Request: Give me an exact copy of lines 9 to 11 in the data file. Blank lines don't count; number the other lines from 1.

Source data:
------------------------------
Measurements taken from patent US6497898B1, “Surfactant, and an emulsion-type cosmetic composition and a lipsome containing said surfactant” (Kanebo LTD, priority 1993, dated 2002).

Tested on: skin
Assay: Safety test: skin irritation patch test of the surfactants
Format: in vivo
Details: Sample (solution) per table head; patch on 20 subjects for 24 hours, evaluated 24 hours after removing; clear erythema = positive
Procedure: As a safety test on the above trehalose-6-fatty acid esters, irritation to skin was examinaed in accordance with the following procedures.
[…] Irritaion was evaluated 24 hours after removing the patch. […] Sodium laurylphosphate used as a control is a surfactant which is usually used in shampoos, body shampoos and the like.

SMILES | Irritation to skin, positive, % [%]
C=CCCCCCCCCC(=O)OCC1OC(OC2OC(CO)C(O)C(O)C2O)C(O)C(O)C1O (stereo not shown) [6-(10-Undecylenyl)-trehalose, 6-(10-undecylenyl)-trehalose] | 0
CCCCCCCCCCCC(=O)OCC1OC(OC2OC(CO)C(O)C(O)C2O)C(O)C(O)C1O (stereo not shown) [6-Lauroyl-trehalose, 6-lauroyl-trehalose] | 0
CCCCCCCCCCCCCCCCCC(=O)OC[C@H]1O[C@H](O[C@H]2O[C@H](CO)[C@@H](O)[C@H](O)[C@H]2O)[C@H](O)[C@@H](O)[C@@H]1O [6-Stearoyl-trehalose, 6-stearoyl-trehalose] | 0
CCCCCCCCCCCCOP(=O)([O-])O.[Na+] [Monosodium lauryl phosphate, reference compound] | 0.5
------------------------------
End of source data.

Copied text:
C=CCCCCCCCCC(=O)OCC1OC(OC2OC(CO)C(O)C(O)C2O)C(O)C(O)C1O (stereo not shown) [6-(10-Undecylenyl)-trehalose, 6-(10-undecylenyl)-trehalose] | 0
CCCCCCCCCCCC(=O)OCC1OC(OC2OC(CO)C(O)C(O)C2O)C(O)C(O)C1O (stereo not shown) [6-Lauroyl-trehalose, 6-lauroyl-trehalose] | 0
CCCCCCCCCCCCCCCCCC(=O)OC[C@H]1O[C@H](O[C@H]2O[C@H](CO)[C@@H](O)[C@H](O)[C@H]2O)[C@H](O)[C@@H](O)[C@@H]1O [6-Stearoyl-trehalose, 6-stearoyl-trehalose] | 0